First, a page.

Some of my favorite films in this set include Mabel Normand’s comedies, Alice Guy Blache’s rags-to-riches-to-rags short A Fool and His Money (1912), Zora Neale Hurston's ethnograph vignettes of African-American life in rural Florida circa 1928, Lois Weber’s controversial feature Where Are My Children? (1916) (starring Tyrone Power Sr.!), Weber’s marital drama Too Wise Wives (1921) (featuring a very young Louis Calhern), Nell Shipman’s Back to God’s Country (1919) (she’s my favorite of the early female filmmakers) and Nazimova’s fantastical Salome (1923).
The Pioneers: First Women Filmmakers set contains the following:
Disc 1: Alice Guy-Blaché Disc 2: Lois Weber Disc 3: Genre Pioneers Discs 4 & 5: Social Commentary Disc 6: Feature Films Era
Directed by Alice Guy-Blaché Greater Love Hath No Man (1911) Tramp Strategy (1911) Algie the Miner (1912) Canned Harmony (1912) Falling Leaves (1912) A Fool and His Money (1912) The High Cost of Living (1912) The Little Rangers (1912) Burstup Homes' Murder Case (1913) The Coming of Sunbeam (1913) A House Divided (1913) Matrimony's Speed Limit (1913) The Ocean Waif (1916)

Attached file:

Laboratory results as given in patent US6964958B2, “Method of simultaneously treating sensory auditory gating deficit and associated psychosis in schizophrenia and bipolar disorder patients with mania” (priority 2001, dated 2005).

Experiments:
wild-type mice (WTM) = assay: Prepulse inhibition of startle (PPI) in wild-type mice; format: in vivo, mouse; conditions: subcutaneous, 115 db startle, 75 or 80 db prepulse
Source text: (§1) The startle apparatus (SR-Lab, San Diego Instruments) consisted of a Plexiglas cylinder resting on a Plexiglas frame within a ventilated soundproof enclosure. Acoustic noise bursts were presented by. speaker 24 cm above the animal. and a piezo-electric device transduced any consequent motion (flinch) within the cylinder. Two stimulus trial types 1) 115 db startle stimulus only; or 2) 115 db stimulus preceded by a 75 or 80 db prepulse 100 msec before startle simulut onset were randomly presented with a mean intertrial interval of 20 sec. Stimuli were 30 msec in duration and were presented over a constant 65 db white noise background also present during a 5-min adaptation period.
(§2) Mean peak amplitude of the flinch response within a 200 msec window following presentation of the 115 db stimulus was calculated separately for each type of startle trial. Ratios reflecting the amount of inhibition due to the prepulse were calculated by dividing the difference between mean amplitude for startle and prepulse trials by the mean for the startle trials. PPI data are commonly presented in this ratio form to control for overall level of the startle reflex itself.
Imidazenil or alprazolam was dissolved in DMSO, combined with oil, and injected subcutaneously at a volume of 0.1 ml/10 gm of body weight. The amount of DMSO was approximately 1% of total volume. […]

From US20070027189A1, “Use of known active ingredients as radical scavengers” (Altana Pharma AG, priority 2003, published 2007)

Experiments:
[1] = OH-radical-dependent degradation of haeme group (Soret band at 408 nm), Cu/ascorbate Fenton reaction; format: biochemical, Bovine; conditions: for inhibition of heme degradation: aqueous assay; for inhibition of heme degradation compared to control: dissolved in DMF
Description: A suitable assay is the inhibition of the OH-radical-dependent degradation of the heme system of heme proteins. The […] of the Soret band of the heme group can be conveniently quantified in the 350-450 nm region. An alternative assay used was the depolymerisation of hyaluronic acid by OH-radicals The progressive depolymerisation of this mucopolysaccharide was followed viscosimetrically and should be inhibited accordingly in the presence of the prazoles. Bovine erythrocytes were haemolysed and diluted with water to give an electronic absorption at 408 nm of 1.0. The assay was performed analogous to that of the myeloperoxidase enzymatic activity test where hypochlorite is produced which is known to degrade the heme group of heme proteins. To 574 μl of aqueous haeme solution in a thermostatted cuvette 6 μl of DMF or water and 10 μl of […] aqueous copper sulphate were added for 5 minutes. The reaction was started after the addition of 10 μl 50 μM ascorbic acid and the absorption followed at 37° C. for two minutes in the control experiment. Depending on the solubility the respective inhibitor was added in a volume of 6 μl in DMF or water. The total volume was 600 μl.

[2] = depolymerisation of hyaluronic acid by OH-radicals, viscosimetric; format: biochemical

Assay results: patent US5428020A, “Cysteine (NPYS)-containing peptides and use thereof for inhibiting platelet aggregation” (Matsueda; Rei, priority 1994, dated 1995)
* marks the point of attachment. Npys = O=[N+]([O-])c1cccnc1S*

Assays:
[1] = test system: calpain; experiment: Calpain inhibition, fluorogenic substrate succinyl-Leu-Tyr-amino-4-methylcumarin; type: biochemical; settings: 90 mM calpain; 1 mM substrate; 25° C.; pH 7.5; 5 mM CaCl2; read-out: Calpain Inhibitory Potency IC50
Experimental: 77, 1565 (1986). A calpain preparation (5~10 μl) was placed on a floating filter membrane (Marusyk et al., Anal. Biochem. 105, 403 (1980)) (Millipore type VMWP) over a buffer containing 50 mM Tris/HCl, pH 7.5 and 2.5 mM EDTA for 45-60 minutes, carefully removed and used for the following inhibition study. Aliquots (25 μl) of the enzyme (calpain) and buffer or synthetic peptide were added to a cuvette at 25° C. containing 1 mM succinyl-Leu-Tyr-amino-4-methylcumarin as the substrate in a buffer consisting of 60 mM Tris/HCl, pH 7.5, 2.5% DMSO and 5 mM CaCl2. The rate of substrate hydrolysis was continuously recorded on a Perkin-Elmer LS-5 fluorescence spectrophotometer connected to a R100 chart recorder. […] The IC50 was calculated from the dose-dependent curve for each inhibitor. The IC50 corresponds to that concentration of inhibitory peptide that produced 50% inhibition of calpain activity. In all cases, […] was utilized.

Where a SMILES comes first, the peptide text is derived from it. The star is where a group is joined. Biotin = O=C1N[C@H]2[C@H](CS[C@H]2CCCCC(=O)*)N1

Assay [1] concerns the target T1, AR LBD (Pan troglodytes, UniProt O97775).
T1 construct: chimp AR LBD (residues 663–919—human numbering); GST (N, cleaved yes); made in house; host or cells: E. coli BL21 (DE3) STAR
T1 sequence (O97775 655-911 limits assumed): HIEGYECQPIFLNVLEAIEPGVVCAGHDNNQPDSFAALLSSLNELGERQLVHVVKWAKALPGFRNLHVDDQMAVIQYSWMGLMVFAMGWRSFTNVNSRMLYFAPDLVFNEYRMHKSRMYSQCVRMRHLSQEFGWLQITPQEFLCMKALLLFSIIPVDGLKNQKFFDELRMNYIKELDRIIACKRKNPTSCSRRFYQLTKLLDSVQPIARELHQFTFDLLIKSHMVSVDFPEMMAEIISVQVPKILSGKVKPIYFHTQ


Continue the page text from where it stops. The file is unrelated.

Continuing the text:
Directed by Lois Weber On the Brink (1911) Fine Feathers (1912) From Death to Life (1912) Hypocrites (1912) The Rosary (1913) Suspense (1913) Lost By a Hair (1915) Sunshine Molly (1915) Idle Wives (1916) Scandal (aka Scandal Mongers) (1916) Where Are My Children? (1916) Too Wise Wives (1921) What Do Men Want? (1921)
Directed by Helen Holmes Hazards of Helen Ep. 09: Leap From the Water Tower (1915) Hazards of Helen Ep.13: The Escape on the Fast Freight (1915) The Hazards of Helen Ep. 26: Wild Engine (1915)
Directed by Grace Cunard Purple Mask, The; Episode 5, Part 1 (1917) Purple Mask, The: Episode 12 (Vault of Mystery) (1917) Purple Mask, The; Episode 13, Part 1 (The Leap) (1917) A Daughter of "The Law" (1921)
Directed by Mabel Normand Caught in a Cabaret (1914) Mabel's Blunder (1914) Mabel Lost and Won (1915) Mabel and Fatty's Wash Day (1916)
Directed by Nell Shipman Back to God's Country (1919) Something New (1920)
Directed by Ida May Park The Risky Road (1918) Bread (1918) Broadway Love (1918)